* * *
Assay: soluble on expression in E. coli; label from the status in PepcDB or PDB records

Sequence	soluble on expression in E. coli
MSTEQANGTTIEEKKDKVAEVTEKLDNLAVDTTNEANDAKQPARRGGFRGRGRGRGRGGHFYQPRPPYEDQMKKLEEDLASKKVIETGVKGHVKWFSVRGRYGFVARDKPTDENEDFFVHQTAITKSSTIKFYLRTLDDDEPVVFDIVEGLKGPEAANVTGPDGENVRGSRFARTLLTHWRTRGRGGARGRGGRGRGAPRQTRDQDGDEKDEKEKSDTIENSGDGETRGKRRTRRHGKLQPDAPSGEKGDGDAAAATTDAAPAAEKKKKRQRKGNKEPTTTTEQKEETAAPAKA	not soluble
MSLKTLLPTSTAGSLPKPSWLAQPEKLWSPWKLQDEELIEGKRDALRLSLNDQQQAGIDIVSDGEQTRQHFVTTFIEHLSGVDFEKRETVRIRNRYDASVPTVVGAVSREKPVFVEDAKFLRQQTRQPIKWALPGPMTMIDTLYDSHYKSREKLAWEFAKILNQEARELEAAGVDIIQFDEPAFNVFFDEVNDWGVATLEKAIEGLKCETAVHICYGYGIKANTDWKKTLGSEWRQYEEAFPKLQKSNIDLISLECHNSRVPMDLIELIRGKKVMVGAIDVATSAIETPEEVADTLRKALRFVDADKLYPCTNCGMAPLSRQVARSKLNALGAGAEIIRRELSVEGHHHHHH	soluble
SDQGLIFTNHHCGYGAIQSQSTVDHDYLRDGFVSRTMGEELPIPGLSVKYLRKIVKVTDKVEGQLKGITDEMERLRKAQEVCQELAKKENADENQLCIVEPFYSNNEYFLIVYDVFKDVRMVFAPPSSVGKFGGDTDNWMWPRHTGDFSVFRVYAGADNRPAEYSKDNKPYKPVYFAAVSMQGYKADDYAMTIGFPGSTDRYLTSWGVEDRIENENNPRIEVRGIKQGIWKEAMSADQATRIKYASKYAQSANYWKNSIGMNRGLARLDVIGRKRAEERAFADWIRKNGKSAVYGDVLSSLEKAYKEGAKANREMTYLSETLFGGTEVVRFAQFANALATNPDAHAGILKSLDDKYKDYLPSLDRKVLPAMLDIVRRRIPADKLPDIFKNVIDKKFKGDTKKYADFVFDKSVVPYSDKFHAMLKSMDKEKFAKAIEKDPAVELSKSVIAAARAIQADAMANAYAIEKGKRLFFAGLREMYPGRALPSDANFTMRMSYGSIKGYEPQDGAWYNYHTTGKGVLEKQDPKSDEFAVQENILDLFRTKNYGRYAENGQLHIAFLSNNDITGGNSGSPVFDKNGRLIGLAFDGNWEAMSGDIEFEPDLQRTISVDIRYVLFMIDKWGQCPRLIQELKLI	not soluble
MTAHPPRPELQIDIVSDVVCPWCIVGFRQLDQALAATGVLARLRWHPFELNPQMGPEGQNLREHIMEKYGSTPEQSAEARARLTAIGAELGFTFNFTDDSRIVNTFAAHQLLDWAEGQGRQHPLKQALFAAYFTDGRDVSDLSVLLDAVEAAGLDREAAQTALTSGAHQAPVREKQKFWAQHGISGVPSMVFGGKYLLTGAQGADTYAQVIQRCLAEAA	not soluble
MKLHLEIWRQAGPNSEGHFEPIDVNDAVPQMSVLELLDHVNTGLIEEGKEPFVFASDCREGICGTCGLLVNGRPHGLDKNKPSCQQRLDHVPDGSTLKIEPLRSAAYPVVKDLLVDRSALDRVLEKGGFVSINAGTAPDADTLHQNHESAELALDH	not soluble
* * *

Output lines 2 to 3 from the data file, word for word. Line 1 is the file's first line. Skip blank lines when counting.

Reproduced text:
Sequence	soluble on expression in E. coli
MSTEQANGTTIEEKKDKVAEVTEKLDNLAVDTTNEANDAKQPARRGGFRGRGRGRGRGGHFYQPRPPYEDQMKKLEEDLASKKVIETGVKGHVKWFSVRGRYGFVARDKPTDENEDFFVHQTAITKSSTIKFYLRTLDDDEPVVFDIVEGLKGPEAANVTGPDGENVRGSRFARTLLTHWRTRGRGGARGRGGRGRGAPRQTRDQDGDEKDEKEKSDTIENSGDGETRGKRRTRRHGKLQPDAPSGEKGDGDAAAATTDAAPAAEKKKKRQRKGNKEPTTTTEQKEETAAPAKA	not soluble